Lawmakers have proposed more than $800 billion in defense cuts, but DOD leaders warned of serious consequences to technological and military readiness.
Plans to slash more than $800 billion from Defense Department spending over the next decade could hurt military readiness, including technological readiness, the vice chiefs of the Army, Navy, Air Force and Marine Corps testified July 26 before a House committee.
Lawmakers must maintain readiness as a top priority even as necessary funding reductions are made, the vice chiefs of staff said before the House Armed Services Committee. President Barack Obama and Senate Majority Leader Harry Reid (D-Nev.) had proposed a plan that included $868 billion in defense cuts over 10 years.
“Our future readiness depends first on maintaining the right balance between our current readiness requirements and the procurement of future platforms and capabilities,” said Adm. Jonathan Greenert, vice chief of naval operations, according to a report from Defense.gov.
Technological advances would also be at risk if the cuts go through, said Army Vice Chief of Staff Gen. Peter Chiarelli . "We must avoid making cuts to key and critical modernization programs," he said. "Doing so may have far-reaching implications on the readiness of the Force given the pace of technology development. "
Greenert and the other vice chiefs testified that their services already are experiencing shortfalls in meeting needs in the field, particularly after 10 years of conflict that have worn down equipment and manpower.
“I will tell you that some of our low-density, high-demand requirements, personnel recovery, [intelligence, surveillance, reconnaissance]…are right at the ragged edge. And as we continue to be challenged by new tasks around North Africa and other places, we are right at the limit of supporting U.S. Central Command,” said Gen. Philip Breedlove, Air Force vice chief of staff. “The United States continues to confront a dynamic international environment requiring the military to remain strong and agile enough to face a diverse range of threats.”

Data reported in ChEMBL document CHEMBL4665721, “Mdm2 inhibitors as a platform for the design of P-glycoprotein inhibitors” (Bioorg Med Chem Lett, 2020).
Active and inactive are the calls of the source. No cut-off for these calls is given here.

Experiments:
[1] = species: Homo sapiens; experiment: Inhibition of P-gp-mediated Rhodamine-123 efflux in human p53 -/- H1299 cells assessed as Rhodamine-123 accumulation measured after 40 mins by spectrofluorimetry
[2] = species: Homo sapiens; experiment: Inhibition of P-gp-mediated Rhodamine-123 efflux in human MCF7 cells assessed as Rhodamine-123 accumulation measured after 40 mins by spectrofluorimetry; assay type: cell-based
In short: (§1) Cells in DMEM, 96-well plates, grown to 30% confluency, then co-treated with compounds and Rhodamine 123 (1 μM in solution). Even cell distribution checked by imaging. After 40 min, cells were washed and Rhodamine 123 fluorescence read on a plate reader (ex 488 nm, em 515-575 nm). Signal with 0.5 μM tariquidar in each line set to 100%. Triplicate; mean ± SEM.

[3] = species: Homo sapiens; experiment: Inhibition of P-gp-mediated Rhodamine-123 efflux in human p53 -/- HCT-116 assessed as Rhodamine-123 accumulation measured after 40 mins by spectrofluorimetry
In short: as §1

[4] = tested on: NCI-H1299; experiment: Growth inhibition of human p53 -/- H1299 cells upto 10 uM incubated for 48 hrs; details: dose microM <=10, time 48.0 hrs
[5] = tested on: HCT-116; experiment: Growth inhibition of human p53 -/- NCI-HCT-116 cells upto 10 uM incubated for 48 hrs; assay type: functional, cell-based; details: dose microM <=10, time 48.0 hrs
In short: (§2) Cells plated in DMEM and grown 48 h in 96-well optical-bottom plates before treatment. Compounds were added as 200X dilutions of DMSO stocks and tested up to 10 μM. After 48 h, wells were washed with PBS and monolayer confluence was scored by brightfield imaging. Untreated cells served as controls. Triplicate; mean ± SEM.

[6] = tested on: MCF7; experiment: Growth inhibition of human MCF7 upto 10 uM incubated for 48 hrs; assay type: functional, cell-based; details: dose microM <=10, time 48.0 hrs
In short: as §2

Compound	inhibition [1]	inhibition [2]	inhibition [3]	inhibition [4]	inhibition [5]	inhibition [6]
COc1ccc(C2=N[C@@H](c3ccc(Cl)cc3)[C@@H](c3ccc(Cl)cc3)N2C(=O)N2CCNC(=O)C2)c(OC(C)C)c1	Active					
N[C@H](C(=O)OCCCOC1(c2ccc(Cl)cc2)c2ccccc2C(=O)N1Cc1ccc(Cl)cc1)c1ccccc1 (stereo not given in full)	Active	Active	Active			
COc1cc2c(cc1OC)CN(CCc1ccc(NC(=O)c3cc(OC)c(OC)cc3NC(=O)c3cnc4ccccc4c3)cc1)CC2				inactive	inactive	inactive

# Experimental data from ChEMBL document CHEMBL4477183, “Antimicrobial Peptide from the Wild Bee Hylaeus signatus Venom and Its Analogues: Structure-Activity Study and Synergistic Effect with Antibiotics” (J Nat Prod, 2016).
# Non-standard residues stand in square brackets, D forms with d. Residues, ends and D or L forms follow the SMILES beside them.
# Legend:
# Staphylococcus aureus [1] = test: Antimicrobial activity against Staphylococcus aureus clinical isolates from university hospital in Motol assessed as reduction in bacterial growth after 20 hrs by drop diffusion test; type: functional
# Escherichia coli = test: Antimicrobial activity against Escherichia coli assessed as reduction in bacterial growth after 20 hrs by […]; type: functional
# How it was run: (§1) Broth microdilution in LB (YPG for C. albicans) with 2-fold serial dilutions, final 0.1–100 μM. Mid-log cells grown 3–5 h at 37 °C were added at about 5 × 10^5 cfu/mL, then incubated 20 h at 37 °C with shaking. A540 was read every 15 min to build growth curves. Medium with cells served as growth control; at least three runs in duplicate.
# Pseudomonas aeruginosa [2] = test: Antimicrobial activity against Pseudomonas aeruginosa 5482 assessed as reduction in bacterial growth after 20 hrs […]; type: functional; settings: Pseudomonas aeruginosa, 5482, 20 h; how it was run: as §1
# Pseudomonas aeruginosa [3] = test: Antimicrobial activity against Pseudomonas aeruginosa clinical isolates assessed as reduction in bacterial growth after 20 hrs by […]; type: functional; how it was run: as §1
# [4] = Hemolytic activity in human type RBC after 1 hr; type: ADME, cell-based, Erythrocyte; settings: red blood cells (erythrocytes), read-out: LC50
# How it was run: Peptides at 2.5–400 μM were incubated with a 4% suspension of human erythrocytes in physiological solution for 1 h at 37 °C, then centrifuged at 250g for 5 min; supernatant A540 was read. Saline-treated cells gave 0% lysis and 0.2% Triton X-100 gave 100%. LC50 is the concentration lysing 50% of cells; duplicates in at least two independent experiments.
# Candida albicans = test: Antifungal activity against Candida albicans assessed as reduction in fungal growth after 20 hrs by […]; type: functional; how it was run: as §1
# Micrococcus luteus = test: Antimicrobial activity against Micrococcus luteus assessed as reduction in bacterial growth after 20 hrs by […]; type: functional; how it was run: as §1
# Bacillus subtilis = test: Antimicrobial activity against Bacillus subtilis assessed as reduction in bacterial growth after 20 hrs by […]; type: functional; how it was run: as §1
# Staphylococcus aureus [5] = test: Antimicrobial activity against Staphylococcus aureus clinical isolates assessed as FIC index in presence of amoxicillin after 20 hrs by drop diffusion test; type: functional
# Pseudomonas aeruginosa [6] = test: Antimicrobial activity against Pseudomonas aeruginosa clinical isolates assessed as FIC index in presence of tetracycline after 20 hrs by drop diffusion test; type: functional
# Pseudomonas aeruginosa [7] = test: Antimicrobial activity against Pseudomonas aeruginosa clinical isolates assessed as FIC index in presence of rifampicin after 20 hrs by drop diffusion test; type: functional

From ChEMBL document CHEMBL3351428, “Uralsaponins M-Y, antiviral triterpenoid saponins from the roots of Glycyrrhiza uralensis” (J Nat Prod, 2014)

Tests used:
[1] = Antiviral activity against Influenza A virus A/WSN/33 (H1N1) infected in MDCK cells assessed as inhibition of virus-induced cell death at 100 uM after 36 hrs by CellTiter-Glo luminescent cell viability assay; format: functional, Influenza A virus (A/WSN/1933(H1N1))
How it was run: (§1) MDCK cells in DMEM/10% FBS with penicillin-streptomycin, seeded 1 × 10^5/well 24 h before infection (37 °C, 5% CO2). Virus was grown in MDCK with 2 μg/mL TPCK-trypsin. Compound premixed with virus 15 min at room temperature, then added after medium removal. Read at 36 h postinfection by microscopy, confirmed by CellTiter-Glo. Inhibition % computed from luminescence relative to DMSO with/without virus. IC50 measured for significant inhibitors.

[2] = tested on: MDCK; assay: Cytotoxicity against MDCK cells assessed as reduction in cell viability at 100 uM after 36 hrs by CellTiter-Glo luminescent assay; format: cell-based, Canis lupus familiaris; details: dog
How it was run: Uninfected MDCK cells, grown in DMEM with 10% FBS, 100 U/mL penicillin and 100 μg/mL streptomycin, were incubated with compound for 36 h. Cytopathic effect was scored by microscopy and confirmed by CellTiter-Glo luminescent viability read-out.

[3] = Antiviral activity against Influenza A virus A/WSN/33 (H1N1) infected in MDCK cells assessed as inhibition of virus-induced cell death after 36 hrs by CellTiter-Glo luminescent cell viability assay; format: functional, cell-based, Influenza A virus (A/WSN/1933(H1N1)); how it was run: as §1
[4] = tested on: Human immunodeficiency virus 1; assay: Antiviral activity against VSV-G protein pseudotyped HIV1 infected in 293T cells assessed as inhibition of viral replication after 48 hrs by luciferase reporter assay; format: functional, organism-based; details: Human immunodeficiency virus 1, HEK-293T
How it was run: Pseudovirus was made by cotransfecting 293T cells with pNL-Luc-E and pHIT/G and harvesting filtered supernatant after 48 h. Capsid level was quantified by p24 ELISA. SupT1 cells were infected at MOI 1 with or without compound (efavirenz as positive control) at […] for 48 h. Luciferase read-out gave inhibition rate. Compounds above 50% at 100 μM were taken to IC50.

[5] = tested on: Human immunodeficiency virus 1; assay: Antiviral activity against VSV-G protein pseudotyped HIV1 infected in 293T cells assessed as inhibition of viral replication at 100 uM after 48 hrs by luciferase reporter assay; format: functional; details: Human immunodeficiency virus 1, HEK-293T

Chiarelli acknowledged the need to make sacrifices as the country faces unprecedented debt, but said such drastic measures would require a major re-evaluation of military strategy.
“We recognize we cannot expect to operate the way we have over the past decade. We cannot expect the same level of funding and flexibility to continue indefinitely,” Chiarelli said. But with spending cuts upwards of $1 trillion, “you’re reaching an area there that I think would definitely we’d have to look very, very hard at our strategy, what we can and cannot do.”
In a separate Capitol Hill hearing July 26, Gen. Martin Dempsey, currently Army chief of staff and nominee to replace Adm. Mike Mullen as chairman of the Joint Chiefs of Staff, also expressed concern about an $800 billion spending cut for DOD.
“Based on the difficulty of achieving the $400 billion cut [DOD is already working toward], I believe [$800 billion] would be extraordinarily difficult and high-risk,” Dempsey said at his Senate Armed Services Committee confirmation hearing. He noted that it’s critical that for DOD to absorb such far-reaching cuts, the reductions must touch all areas of spending, including force structure, equipment procurement, personnel and operations and training.